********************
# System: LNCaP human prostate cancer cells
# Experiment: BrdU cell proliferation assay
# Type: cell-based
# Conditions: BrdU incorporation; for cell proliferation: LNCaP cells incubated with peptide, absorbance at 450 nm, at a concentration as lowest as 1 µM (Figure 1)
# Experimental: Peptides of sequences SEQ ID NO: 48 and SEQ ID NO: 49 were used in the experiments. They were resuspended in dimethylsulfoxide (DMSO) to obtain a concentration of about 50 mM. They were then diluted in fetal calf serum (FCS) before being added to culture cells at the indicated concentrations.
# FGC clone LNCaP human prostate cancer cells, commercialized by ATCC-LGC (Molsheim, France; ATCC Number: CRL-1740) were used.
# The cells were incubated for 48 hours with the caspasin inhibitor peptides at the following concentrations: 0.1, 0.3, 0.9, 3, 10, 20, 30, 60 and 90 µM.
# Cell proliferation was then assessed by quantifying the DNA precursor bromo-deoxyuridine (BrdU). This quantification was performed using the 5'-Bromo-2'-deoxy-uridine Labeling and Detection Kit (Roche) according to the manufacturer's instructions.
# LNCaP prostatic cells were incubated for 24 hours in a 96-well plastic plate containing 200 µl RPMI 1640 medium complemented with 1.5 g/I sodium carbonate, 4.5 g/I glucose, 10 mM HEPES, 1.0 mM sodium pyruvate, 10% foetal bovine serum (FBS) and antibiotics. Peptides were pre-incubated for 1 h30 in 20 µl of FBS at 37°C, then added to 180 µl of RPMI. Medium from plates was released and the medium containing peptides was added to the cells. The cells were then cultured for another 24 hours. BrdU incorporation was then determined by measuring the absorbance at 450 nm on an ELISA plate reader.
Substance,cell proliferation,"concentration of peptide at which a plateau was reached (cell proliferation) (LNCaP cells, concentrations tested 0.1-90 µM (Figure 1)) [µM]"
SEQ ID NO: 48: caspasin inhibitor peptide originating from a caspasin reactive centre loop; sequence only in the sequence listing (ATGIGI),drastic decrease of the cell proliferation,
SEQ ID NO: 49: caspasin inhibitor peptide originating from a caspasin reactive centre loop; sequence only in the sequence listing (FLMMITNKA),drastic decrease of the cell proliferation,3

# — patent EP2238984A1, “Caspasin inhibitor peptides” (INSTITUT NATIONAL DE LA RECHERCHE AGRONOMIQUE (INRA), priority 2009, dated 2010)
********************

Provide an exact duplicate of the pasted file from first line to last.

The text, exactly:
# System: LNCaP human prostate cancer cells
# Experiment: BrdU cell proliferation assay
# Type: cell-based
# Conditions: BrdU incorporation; for cell proliferation: LNCaP cells incubated with peptide, absorbance at 450 nm, at a concentration as lowest as 1 µM (Figure 1)
# Experimental: Peptides of sequences SEQ ID NO: 48 and SEQ ID NO: 49 were used in the experiments. They were resuspended in dimethylsulfoxide (DMSO) to obtain a concentration of about 50 mM. They were then diluted in fetal calf serum (FCS) before being added to culture cells at the indicated concentrations.
# FGC clone LNCaP human prostate cancer cells, commercialized by ATCC-LGC (Molsheim, France; ATCC Number: CRL-1740) were used.
# The cells were incubated for 48 hours with the caspasin inhibitor peptides at the following concentrations: 0.1, 0.3, 0.9, 3, 10, 20, 30, 60 and 90 µM.
# Cell proliferation was then assessed by quantifying the DNA precursor bromo-deoxyuridine (BrdU). This quantification was performed using the 5'-Bromo-2'-deoxy-uridine Labeling and Detection Kit (Roche) according to the manufacturer's instructions.
# LNCaP prostatic cells were incubated for 24 hours in a 96-well plastic plate containing 200 µl RPMI 1640 medium complemented with 1.5 g/I sodium carbonate, 4.5 g/I glucose, 10 mM HEPES, 1.0 mM sodium pyruvate, 10% foetal bovine serum (FBS) and antibiotics. Peptides were pre-incubated for 1 h30 in 20 µl of FBS at 37°C, then added to 180 µl of RPMI. Medium from plates was released and the medium containing peptides was added to the cells. The cells were then cultured for another 24 hours. BrdU incorporation was then determined by measuring the absorbance at 450 nm on an ELISA plate reader.
Substance,cell proliferation,"concentration of peptide at which a plateau was reached (cell proliferation) (LNCaP cells, concentrations tested 0.1-90 µM (Figure 1)) [µM]"
SEQ ID NO: 48: caspasin inhibitor peptide originating from a caspasin reactive centre loop; sequence only in the sequence listing (ATGIGI),drastic decrease of the cell proliferation,
SEQ ID NO: 49: caspasin inhibitor peptide originating from a caspasin reactive centre loop; sequence only in the sequence listing (FLMMITNKA),drastic decrease of the cell proliferation,3

# — patent EP2238984A1, “Caspasin inhibitor peptides” (INSTITUT NATIONAL DE LA RECHERCHE AGRONOMIQUE (INRA), priority 2009, dated 2010)